FA Insights is a daily newsletter from Business Insider that delivers the top news and commentary for financial advisors.
More investors are turning to apps to help with wealth management (Financial Planning)
Research from Phoenix Marketing International shows more and more investors are shying away from traditional advisors in favour of wealth management apps. David M. Thompson, managing director of affluent practice at Phoenix, says, “We already see it from data we have on affluent millennials, they are strikingly different from parents on these lines.” Phoenix’s research shows almost 60% of millionaires surveyed under the age of 35 were comfortable using apps to manage their wealth. Interestingly, wealth management apps are gaining traction among older investors too with 36% of wealthy investors aged 45 to 54 turning to the new technology.
Advisors are shying away from Roth IRA conversions (Wall Street Journal)
More and more financial advisors are steering clear of Roth IRA conversions for wealthier clients in anticipation Washington will make changes to the retirement vehicle. Currently, there is no mandatory age at which withdrawals must begin, but the Obama administration is attempting to make withdrawals mandatory beginning at the age of 70 1/2, matching the Traditional IRA. The Wall Street Journal notes, “imposing required minimum distributions would undermine that major selling point for Roth IRAs, which wealthy investors also use in estate planning. In most cases, Roth IRAs allow wealthy individuals to give heirs an income-tax free inheritance, since heirs won’t need to pay income taxes when they withdraw funds from the inherited Roth.”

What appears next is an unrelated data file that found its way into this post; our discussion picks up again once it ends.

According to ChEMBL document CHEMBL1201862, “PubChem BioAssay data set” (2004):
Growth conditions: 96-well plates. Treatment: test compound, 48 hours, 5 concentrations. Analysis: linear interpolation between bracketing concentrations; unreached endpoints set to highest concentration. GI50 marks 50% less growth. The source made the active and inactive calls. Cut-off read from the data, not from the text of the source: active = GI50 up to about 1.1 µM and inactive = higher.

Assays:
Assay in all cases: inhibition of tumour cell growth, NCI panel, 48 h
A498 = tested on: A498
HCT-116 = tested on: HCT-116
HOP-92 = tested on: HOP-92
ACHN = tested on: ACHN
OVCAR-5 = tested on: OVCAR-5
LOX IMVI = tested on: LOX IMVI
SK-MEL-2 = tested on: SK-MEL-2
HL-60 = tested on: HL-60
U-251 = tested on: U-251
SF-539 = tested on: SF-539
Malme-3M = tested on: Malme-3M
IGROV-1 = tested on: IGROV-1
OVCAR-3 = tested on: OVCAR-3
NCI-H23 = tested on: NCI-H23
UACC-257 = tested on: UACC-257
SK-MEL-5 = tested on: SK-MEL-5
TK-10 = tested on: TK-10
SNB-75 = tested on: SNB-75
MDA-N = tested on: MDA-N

FoolProof gives financial literacy classes (Financial Advisor)
FoolProof is offering free financial literacy classes to students, teachers and financial advisors. “Most financial literacy classes teach the fundamentals but they do not teach students to question everything they are told,” says Will DeHoo, founder of the FoolProof Foundation. The classes will explore areas ranging from buying a new car to saving money to addressing student loans. Anyone interested can sign up at www.FoolProofme.com.
Stock price action influences investment decisions (Think Advisor)
Stefan Zeisberger, assistant professor in the College of Business at New York’s Stony Brook University and co-author of a behavioural finance study called “All’s Well that Ends Well? On the Importance of How Returns are Achieved,” says investors are happiest if the value of their investments fall first and then increases. He makes the comparison to being a fan of a sports teams that falls behind early, only to see your team rally late to tie the game. According to Think Advisor, the study looked at three types of moves in stock prices: “One in which the price path followed a monotonic, one-directional trend; another where the price first decreased but then recovered; and a third where the price went up first and then down.” In the end, all of the moves registered the same performance, but investors were happiest when the investment sold off first and recovered later.
Jeff Gundlach is the new bond king (Bloomberg)
Howard Marks says after a terrible first year as a money manager in which he lost 6.2%, Jeff Gundlach learned, “you don’t bet the ranch,” and that has “helped him go from a smart guy to an excellent manager.” Gundlach’s DoubleLine Total Return Bond Fund is marking its fifth anniversary, and has outperformed all of its peers since inception. While the Total Return Bond Fund only has $US45.6 billion in assets under management, interested investors are running out of time as the fund will close its doors to new investors well before its hits $US100 billion.
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